Background. "Frailty" is an adverse, primarily gerontologic, health condition regarded as frequent with aging and having severe consequences. Although clinicians claim that the extremes of frailty can be easily recognized, a standardized definition of frailty has proved elusive until recently. This article evaluates the cross-validity, criterion validity, and internal validity in the Women's Health and Aging Studies (WHAS) of a discrete measure of frailty recently validated in the Cardiovascular Health Study (CHS). Methods. The frailty measure developed in CHS was delineated in the WHAS data sets. Using latent class analysis, we evaluated whether criteria composing the measure aggregate into a syndrome. We verified the criterion validity of the measure by testing whether participants defined as frail were more likely than others to develop adverse geriatric outcomes or to die. Results. The distributions of frailty in the WHAS and CHS were comparable. In latent class analyses, the measures demonstrated strong internal validity vis à vis stated theory characterizing frailty as a medical syndrome. In proportional hazards models, frail women had a higher risk of developing activities of daily living (ADL) and/or instrumental ADL disability, institutionalization, and death, independently of multiple potentially confounding factors. Conclusions. The findings of this study are consistent with the widely held theory that conceptualizes frailty as a syndrome. The frailty definition developed in the CHS is applicable across diverse population samples and identifies a profile of high risk of multiple adverse outcomes.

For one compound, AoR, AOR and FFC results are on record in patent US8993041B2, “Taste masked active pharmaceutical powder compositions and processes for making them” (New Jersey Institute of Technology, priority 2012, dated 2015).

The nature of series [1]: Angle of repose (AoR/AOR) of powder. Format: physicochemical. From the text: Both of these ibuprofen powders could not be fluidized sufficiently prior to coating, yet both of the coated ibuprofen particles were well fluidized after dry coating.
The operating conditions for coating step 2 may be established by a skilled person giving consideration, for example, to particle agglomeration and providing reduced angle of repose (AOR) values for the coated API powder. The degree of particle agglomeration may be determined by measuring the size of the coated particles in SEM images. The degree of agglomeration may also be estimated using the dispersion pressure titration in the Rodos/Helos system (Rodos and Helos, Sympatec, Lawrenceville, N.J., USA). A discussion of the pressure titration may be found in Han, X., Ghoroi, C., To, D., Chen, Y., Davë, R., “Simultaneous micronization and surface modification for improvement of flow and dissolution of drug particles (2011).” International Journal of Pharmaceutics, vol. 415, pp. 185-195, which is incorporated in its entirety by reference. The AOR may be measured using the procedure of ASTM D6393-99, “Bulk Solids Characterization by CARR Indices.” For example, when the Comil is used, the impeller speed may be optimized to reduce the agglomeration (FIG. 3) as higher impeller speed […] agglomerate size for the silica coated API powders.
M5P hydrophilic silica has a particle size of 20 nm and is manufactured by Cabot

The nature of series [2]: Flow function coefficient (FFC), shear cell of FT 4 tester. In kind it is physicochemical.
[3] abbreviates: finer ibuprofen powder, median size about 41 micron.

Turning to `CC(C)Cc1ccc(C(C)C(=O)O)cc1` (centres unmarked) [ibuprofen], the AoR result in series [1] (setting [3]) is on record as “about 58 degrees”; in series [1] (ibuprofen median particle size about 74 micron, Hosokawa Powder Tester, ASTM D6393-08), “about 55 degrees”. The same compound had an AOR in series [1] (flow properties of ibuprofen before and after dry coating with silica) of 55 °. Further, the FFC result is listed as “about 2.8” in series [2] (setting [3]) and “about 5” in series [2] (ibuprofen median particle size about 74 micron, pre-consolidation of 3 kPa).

|Original language||English (US)|
|Number of pages||5|
|Journal||Journals of Gerontology - Series A Biological Sciences and Medical Sciences|
|State||Published - Mar 2006|
ASJC Scopus subject areas
- Geriatrics and Gerontology